What are Fatal errors in Siemens S7 200 PLC ?
Fatal errors cause the PLC to stop the execution of your program. Depending on the severity of the error, a fatal error can render the PLC incapable of performing any or all functions.
What happens to PLC when it goes to Fatal error ?
The PLC performs the following tasks when a fatal error is detected.
- Changes to STOP mode
- Turns on both the System Fault LED and the Stop LED
- Turns off the outputs
The PLC remains in this condition until the fatal error is corrected.
What are Non – Fatal errors available in Siemens PLCs?
Compile and run-time errors are non-fatal errors. Non-fatal errors can degrade some aspect of the
performance of your PLC, but do not render the PLC incapable of executing the user program or updating the I/O.
Run-time errors are non-fatal errors detected in RUN mode, and reflected in special memory (SM) bits that your program can monitor and evaluate.
At startup, the PLC reads the I/O configuration and stores this information in the SM memory. During normal operation, the I/O status is periodically updated and stored in the SM memory.
If the PLC detects a difference in the I/O configuration, it sets the configuration-changed bit of the module-error byte; the I/O module will not be updated until this bit is reset. For the PLC to reset this bit, the module I/O must once again match the I/O configuration stored in the system data memory.
Run-time programming errors are non-fatal error conditions created by you or your program while the program is being executed.
An example of this is an indirect-address pointer, which was valid when the program compiled, modified by program execution to point to an out-of-range address. Use the PLC > Information… command to determine what type of error has occurred.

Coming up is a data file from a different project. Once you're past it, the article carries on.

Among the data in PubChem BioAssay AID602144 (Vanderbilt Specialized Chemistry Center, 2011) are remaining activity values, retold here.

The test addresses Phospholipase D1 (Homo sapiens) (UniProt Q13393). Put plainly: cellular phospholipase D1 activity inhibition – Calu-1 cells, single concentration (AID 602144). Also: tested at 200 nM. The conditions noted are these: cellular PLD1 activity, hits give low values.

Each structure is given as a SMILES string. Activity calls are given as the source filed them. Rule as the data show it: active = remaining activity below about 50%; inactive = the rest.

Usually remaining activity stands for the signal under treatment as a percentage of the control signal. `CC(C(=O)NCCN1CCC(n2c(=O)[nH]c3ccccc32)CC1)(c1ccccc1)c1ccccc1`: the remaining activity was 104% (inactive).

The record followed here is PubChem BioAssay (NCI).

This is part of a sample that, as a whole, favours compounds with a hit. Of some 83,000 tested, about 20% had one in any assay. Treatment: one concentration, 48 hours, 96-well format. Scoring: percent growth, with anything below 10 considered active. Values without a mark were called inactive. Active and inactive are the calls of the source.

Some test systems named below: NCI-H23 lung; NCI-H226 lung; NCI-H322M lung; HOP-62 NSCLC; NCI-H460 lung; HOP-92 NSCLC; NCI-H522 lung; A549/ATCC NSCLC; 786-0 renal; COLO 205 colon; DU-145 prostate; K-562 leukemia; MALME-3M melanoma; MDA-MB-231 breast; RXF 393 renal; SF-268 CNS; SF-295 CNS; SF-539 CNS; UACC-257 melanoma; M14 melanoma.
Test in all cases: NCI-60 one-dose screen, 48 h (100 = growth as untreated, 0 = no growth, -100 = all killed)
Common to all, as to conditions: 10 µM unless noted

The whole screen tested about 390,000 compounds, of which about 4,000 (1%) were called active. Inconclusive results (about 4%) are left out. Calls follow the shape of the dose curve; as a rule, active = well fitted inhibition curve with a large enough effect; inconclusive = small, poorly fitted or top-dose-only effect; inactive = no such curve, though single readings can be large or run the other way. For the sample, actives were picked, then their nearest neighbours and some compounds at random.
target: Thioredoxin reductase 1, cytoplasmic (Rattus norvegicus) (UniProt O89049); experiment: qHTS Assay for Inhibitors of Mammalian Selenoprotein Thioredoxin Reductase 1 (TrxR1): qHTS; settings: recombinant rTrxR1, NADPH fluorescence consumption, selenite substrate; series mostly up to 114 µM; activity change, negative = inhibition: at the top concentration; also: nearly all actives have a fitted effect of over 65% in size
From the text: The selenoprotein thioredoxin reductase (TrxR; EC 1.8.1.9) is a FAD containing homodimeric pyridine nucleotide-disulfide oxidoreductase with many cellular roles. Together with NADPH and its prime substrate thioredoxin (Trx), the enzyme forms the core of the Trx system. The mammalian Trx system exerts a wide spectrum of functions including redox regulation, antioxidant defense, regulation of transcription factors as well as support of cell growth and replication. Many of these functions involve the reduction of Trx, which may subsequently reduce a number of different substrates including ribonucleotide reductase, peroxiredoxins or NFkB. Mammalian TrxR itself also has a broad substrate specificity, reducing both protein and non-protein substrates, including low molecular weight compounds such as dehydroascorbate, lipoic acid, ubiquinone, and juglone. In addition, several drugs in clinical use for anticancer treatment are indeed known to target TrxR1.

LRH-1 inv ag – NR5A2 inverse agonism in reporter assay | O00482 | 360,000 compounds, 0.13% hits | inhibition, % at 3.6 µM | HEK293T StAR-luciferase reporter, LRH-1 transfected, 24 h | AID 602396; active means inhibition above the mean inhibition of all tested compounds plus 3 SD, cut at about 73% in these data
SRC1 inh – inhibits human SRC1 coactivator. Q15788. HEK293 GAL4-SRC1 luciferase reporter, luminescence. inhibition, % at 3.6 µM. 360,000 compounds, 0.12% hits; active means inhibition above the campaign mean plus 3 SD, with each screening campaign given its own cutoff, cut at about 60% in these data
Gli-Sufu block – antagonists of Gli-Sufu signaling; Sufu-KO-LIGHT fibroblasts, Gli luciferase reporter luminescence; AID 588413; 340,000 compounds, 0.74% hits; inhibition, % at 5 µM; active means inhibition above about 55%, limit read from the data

You can correct run-time programming errors only by modifying the user program. The run-time programming errors are cleared at the next transition from STOP to RUN mode.
Compile errors (or program-compile errors) are detected at download as the PLC compiles the program.
If there is a compile error, the compile halts, and the previous program (which is known to be valid since it previously compiled) is retrieved.
All of these steps occur while the PLC is in STOP mode. Compile errors can be displayed using the PLC > Information… command.
How To Writing and Forcing Outputs in S7-200 PLC STOP Mode ?
To enable Write and Force functions while in STOP mode, choose the Debug > Write-Force
Outputs in STOP menu command.
The S7-200 PLCs support writing and forcing outputs (both analog and digital) while the PLC is in STOP mode.
As a safety precaution, you must specifically request this functionality to be enabled in STEP 7-Micro/WIN 32. The menu option Debug>Write-Force Outputs in STOP enables you to Write or Force outputs while the PLC is in STOP mode.
Warning If the S7-200 PLC is connected to equipment when you write or force an output, these changes may be transmitted to the equipment. This could result in unanticipated activity in the equipment, which could also cause death or serious injury to personnel, and/ or damage to equipment.
Each time STEP 7-Micro/WIN 32 is opened, the menu option defaults to unchecked, and you are prevented from writing or forcing outputs while the PLC is in STOP mode.
Checking the menu option enables writing and forcing for the current editing session with the current project. When a different project is opened, the menu option returns to its default state and you are prevented from either writing or forcing output addresses while the PLC is in STOP mode.
How TO Write the STL Program in S7-200 PLC ?
The example program below shows formatting in the STL editor according to the guidelines given in How to Enter a Statement in STL. You might want to set up your program similarly, by having the network comments give a general overview of the function of the network and the statement comments identify the function of the statement. Note that the sample is written with symbolic addresses.